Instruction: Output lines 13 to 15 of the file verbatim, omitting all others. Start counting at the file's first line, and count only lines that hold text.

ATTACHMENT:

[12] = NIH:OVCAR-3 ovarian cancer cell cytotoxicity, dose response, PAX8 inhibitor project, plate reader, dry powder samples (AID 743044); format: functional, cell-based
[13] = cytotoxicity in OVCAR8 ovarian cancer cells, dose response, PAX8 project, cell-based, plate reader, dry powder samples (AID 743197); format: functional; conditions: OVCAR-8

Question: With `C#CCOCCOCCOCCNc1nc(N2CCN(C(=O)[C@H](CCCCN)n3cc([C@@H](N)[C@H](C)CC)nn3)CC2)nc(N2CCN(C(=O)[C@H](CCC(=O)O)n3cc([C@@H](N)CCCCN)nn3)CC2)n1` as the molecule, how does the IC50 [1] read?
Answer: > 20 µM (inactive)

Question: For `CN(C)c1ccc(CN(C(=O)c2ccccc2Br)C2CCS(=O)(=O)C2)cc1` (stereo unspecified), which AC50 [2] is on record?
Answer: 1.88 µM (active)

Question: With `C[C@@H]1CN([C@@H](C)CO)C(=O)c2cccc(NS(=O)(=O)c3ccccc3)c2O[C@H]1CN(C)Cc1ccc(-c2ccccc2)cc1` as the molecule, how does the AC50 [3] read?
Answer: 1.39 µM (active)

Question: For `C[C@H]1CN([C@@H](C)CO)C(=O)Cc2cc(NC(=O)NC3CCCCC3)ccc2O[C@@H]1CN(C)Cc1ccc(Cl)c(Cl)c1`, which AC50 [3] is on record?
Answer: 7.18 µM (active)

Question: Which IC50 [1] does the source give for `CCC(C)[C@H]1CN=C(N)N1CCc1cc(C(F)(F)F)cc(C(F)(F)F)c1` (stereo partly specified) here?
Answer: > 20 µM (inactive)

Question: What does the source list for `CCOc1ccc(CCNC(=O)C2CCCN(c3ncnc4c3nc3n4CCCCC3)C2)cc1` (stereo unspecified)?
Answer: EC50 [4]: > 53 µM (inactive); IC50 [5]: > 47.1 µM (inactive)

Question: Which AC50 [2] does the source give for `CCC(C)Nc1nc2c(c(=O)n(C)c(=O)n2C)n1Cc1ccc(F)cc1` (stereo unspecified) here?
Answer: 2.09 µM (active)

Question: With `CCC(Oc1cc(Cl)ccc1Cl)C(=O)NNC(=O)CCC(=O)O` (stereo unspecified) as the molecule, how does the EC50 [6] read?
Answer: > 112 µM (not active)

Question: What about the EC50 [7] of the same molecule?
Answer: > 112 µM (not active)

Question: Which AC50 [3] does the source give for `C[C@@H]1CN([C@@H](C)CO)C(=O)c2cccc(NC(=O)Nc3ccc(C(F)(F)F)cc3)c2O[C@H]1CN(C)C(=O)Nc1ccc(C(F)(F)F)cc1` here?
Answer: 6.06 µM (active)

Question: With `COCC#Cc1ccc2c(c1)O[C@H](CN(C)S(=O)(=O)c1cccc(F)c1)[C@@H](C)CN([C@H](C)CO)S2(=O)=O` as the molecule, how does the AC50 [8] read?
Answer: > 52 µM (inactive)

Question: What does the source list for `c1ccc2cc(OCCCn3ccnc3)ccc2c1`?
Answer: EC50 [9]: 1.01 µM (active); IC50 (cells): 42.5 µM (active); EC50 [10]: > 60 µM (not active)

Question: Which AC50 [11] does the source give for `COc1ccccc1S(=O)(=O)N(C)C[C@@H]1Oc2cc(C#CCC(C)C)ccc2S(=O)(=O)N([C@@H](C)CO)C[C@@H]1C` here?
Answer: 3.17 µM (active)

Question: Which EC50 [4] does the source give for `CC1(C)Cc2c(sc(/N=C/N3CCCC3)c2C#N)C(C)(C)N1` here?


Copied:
Question: What does the source list for `CCOc1ccc(CCNC(=O)C2CCCN(c3ncnc4c3nc3n4CCCCC3)C2)cc1` (stereo unspecified)?
Answer: EC50 [4]: > 53 µM (inactive); IC50 [5]: > 47.1 µM (inactive)

Question: Which AC50 [2] does the source give for `CCC(C)Nc1nc2c(c(=O)n(C)c(=O)n2C)n1Cc1ccc(F)cc1` (stereo unspecified) here?